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Kopu Bridge

Gary Blake was kind enough to provide the Board with a copy of the 'Expression of Interest' that his group - the 'Save the Kopu Bridge Community Group' have submitted to New Zealand Transport Agency.

Gary makes a number of unsubstantiated claims of support for retention of the existing structure in the Submission, but it is very light on with informatioin about funding same, other than suggesting the establishment of some type of trust to enable it to be appropriately maintained.

It is pointless getting into an argument with these people regarding retention - they are so emotionally committed to the project for 'heritage' reasons. The sources of funding suggested by Gary are nebulous, and certainly unsubstantiated. It all appears 'pie in the sky' to me, but I have stated my position of this in the past in such a manner that I am clearly biased against retention.

What does come clear in Gary's submission is that they will certainly be expecting substantial funding from TCDC should their proposals move forward. I believe that the Group should be told unequivocally before they proceed any further that such funding will not be available, and that if they wish to proceed, they will need to ensure that adequate funding from elsewhere is in place. This must not, and I repeat not, become a burden on TCDC rate-payers. Hauraki have already made it quite clear that they will not participate in any retention proposal, and we should do the same. Unfortunately, all our members are so patently scared of offending any group before the election that such a declaration is unlikely.

The Board 'received' the Report

For your information, the Beca report on the bridge accompanied the Submission.

The cost estimates for retention and removal are as follows:

Option 1 - Operational with full pedestrian and cycle access - $2.335m.

Option 2 - Operational with limited pedestrian and cycle access - $3.160m.

(Ongoing cost estimates were not provided)

Option 3 - Total Demolition -  $2.220m. (less $80k. from sale of scrap steel)

Note - TNZ have stated categorically that they will cover any one of these options, but will not be responsible for any on-going costs of any kind.

What every rate-payer needs to be concerned about is that if Gary and Group are successful in retaining the bridge under whatever guise, who will be responsible  should the proposed Trust fail at some point in the future. Demolition at that point would clearly fall back on our Council alone.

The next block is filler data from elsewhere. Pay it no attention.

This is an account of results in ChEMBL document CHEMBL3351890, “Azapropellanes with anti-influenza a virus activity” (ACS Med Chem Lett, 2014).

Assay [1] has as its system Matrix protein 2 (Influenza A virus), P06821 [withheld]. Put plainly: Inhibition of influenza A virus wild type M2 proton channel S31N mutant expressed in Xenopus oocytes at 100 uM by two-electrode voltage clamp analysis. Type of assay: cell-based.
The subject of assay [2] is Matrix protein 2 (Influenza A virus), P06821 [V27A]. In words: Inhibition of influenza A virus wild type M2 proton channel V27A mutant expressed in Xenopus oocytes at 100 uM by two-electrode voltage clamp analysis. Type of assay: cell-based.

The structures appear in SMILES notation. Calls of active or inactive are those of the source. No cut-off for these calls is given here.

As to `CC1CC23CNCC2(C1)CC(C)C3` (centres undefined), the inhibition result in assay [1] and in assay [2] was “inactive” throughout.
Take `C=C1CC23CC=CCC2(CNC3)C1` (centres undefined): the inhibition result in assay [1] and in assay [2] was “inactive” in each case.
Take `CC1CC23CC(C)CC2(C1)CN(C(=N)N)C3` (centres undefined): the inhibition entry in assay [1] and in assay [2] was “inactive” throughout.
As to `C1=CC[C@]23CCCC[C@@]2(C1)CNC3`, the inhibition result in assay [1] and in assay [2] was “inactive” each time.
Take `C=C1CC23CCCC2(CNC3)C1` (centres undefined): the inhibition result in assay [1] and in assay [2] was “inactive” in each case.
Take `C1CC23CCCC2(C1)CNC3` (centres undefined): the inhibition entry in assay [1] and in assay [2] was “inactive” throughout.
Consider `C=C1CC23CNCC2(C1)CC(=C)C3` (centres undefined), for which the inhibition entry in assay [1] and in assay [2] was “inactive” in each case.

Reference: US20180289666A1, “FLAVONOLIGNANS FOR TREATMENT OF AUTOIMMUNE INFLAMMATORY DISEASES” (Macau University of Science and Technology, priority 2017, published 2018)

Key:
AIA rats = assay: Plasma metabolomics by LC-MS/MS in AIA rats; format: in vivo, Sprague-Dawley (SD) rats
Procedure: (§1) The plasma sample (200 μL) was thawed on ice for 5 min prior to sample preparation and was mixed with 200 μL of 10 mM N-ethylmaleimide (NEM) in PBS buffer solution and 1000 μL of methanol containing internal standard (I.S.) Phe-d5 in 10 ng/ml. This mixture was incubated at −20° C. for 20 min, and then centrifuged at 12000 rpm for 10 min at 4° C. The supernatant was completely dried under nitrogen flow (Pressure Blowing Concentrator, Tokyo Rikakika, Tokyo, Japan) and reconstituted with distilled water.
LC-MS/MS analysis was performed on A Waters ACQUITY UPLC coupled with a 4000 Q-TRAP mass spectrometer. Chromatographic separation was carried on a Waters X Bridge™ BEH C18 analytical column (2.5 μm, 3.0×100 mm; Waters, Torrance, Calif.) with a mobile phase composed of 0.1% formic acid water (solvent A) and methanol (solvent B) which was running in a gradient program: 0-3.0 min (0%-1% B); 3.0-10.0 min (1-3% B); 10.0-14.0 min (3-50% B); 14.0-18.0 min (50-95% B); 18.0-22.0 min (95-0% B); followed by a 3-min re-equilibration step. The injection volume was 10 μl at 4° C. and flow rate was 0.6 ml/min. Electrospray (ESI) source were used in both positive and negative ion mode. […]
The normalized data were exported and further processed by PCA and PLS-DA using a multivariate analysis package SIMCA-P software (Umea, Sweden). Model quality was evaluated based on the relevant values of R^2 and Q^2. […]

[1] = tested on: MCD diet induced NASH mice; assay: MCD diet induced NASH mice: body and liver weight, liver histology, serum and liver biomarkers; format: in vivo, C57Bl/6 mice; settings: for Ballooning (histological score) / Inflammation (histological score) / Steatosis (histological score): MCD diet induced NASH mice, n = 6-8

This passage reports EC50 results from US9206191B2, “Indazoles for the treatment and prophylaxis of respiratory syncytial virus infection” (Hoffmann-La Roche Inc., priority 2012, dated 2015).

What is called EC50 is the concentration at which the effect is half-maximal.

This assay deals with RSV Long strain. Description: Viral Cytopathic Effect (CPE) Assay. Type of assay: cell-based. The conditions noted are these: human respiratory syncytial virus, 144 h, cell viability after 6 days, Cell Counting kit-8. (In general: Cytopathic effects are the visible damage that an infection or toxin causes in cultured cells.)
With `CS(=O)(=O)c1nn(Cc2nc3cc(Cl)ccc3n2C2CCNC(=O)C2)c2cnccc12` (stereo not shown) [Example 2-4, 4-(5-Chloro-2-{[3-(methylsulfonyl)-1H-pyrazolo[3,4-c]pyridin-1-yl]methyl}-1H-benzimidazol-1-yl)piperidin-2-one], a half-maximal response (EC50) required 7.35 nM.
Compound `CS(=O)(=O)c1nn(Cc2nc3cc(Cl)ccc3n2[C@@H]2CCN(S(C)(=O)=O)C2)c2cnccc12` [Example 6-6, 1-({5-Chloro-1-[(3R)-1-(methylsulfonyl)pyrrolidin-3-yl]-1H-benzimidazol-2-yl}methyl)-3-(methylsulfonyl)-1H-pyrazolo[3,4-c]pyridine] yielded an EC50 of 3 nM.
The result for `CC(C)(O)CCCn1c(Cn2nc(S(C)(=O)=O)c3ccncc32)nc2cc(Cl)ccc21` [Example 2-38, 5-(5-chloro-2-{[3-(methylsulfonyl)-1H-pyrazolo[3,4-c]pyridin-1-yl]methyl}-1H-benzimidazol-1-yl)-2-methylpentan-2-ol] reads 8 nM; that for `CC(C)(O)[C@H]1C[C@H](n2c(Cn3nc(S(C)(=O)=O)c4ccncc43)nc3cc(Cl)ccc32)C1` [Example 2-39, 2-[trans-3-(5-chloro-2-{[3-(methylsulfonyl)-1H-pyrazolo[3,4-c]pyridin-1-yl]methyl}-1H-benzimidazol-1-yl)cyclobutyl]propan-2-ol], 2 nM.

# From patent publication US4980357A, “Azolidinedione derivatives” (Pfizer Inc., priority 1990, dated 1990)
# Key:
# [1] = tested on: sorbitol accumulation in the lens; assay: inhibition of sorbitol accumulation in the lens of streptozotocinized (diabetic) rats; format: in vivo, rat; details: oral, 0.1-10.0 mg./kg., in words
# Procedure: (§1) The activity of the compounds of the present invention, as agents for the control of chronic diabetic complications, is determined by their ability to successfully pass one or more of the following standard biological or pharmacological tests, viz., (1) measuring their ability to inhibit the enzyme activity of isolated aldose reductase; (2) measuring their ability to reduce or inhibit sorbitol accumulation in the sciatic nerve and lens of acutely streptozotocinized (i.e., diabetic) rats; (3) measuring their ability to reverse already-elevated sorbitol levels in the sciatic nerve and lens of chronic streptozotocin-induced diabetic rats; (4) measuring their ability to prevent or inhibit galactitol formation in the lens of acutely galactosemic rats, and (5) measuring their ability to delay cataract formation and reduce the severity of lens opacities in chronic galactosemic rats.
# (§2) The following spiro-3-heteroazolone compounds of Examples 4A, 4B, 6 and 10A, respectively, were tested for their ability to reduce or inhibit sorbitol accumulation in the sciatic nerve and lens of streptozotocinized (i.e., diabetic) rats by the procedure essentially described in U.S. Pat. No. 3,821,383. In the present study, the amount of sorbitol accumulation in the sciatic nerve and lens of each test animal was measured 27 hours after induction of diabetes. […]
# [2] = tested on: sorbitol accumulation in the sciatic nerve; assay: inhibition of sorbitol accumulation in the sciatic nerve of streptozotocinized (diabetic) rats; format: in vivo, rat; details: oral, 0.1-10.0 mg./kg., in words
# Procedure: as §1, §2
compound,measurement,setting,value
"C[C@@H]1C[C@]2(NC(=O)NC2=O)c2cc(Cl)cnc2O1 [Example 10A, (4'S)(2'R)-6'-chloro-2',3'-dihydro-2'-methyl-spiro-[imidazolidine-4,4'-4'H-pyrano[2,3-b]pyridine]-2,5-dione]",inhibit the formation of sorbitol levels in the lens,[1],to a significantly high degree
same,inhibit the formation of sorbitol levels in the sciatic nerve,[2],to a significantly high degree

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Reader Comments (2)

In my experience Gary and his nefarious groups have mainly been interested in obtaining funding from any governmental source possible. It would be interesting to go back and investigate Gary's previous groups claims for funding and the outcomes produced from any program for which they have received funding.

October 28, 2012 | Unregistered CommenterJim Archibald

Originally I thought great idea - save the old Kopu bridge - but now as I sail over the new one at a 100kms -I note I can no longer see the old bridge - [unless I am in the work truck]- which gets me to thinking what is there to save?
Sure salvage the pier and openning apparatus- relocate them so that in future years people will have a history lession on what we all went through year after year in traffic delays and how the swing component allowed vessels to travel on the Waihou.
What to do with the old spans -- barge them to Coromandel and place them at Sugar loaf on new concrete piers so as to provide all tide access for ferries- very easy to do [ only need 3 or 4] - or use them to extend the old Coromandel wharf, or demolish the western side up to the swing span and put floating pontoons on the downstream side [of the remainder] and a vehicle access to allow launching of small boats from there.
What ever decision is made I can live with - but have very serious concerns about on-going maintenance of the old bridge - though half of which is in the Hauraki District Council area - there fore any ideas to save it need to be also agreed upon by them

October 30, 2012 | Unregistered CommenterThamesite

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